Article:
Two Opposing Sides

The next day, Konrad took them to a park that was somewhat closer to Opa’s house.  He ran beside them while they rode bicycles that they were borrowing from Opa.  Johannes used his roller skates, because he didn’t feel comfortable on a bicycle.  As they neared the park, Markus pointed.  “There’s a place that we can lock the bikes,” he called.

They slowed as they rode around the side of the park and past a group of picnic tables.  As they locked up their bikes, Konrad pulled Johannes’s sneakers out of his bag.  “I’ll sit in the shade and keep an eye on your skates,” he said.  “All right?”

For a moment, Johannes looked torn.  Did he want to leave the skates on for a while.  Finally, he nodded and sat down on the ground to tug at his laces.  “There are tables with parasols over to the right, Brother,” he said, as he began tugging his sneakers onto his feet.

As Konrad settled down at the tables, he waved toward the nearest climbing toy and a pretend stage that was set near it.  “Stay kind of in this area, you three,” he told Johannes and his sisters.  He looked over at Markus.  “You’re old enough that I don’t need to watch you closely, but don’t leave the playground area.”

“Right,” Markus said, nodding.  He scampered over to a slide that led to the lower playground area and then made his way over to the larger of the two climbers.

Frieda and Liesel exchanged a look and then ran over to the pretend stage.  Behind it, there was a set of play drums that Liesel began pounding on.  Meanwhile, Frieda stepped over to the stage and began tap-dancing on it.

Johannes watched them for a moment and then he stepped over to the small climber.  His brows furrowed as he looked it over.  Konrad watched him examine the slide.  Then, he scrambled up and climbed through the tunnel to the other side.  This led to a set of parallel bars that he edged across to an overhead ladder.

Konrad nodded slightly.  The slide was a bit too small for Johannes, but he really wasn’t big enough for the slides on the largest climber yet.  Frieda and Liesel were big enough for it, but he knew they would enjoy pretending to be performers more than they would enjoy simply scrambling around on a climber.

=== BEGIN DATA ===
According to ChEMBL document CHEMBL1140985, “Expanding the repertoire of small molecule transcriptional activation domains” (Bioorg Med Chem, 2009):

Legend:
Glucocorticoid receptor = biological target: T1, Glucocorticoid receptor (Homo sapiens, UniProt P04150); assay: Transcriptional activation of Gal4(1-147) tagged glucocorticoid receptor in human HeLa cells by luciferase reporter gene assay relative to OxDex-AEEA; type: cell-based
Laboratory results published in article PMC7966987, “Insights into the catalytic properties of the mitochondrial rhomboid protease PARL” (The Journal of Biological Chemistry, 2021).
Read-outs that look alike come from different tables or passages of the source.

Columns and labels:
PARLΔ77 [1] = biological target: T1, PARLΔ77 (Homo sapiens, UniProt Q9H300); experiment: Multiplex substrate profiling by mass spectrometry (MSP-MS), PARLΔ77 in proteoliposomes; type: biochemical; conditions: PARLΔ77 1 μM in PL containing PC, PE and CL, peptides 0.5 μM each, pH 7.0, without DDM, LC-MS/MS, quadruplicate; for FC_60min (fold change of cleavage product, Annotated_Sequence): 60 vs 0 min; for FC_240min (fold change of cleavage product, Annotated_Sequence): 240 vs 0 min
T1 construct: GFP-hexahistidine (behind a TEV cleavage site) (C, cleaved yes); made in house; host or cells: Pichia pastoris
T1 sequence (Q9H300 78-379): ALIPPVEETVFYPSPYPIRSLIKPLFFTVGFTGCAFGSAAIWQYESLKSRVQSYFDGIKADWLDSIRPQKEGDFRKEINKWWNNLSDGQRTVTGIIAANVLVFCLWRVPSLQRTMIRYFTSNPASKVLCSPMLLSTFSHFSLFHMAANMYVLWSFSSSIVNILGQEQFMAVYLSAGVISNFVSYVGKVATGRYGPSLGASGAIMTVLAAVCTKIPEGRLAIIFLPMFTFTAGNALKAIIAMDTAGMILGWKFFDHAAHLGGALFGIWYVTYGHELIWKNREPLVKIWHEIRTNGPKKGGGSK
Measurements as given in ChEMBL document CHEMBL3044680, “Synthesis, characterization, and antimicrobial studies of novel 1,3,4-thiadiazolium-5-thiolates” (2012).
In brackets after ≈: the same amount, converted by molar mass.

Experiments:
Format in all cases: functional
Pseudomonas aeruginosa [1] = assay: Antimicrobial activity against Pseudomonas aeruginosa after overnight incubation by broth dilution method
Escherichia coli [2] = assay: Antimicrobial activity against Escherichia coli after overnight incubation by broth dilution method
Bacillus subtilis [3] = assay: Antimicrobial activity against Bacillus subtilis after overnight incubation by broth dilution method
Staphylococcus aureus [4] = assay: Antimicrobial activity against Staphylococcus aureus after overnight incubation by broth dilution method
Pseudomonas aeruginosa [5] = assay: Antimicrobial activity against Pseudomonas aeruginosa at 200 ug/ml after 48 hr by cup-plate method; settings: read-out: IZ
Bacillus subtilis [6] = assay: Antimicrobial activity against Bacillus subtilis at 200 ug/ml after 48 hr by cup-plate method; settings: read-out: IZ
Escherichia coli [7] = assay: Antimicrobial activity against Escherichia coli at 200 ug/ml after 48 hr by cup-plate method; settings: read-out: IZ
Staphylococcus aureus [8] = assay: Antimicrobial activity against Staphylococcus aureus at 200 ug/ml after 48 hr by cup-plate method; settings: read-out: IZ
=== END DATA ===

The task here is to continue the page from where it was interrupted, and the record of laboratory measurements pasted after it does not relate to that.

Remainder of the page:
“Frieda,” a high voice called.  “Liesel!”

He chuckled as his sister froze and then ran over to greet another little girl enthusiastically.  “Olivia,” Frieda said, hugging the girl.  “It’s so good to see you!”

“You left the park yesterday and we didn’t see you again,” Liesel said.

Olivia shrugged.  “After lunch, we went to see Daddy,” she explained.  While her brother ran to greet Johannes, she turned to the person who had brought them there.  “Daddy,” she called, “This is Frieda and Liesel and their brother, Johannes.”

“Hey,” a low, masculine voice said from just behind Konrad.  “It’s nice to meet you.  Olivia mentioned that she met you.”

“It’s nice to meet you as well, Mr. Gilbert,” Frieda said, her tone polite.  Liesel nodded in agreement.  Then, the three girls were focused on their game.  Johannes was showing Josh the obstacle course that he had come up with.

Konrad smiled as Mr. Gilbert settled at a nearby table.  “I’m Konrad Engel,” he said, his voice soft.  “Frieda and Liesel are my little sisters.  Johannes is my little brother.”

“David Gilbert,” he said, leaning forward to shake Konrad’s hand.  As he sat down beside Konrad, he nodded towards the kids.  “Just you four here today?”

“Five,” Konrad said, waving towards the lower playground.  “My other brother, Markus, is down there.  Opa was expecting a bunch of guys from the firehouse to come over for some meeting, so… I figured I should get the kids out of the house for a while.”

“That makes sense,” Gilbert said, nodding.  He hummed softly and then asked, “What’s your grandfather’s name?  All Olivia said was that he was old and Amanda didn’t see him.”

“Richard Shepherd,” Konrad said, his voice soft.

Gilbert hummed softly again.  “Is that Andrew and Henry Shepherd’s father?” he asked.  When Konrad nodded, he chuckled.  “Henry married my older sister.”

Konrad blinked.  “We knew the name was the same,” he said, his voice soft.  “I didn’t realize how directly related you were to her, though.”  He grimaced.  Opa said that she was estranged from her family.  Did they know about her death?  Konrad certainly didn’t want to be the one to tell him.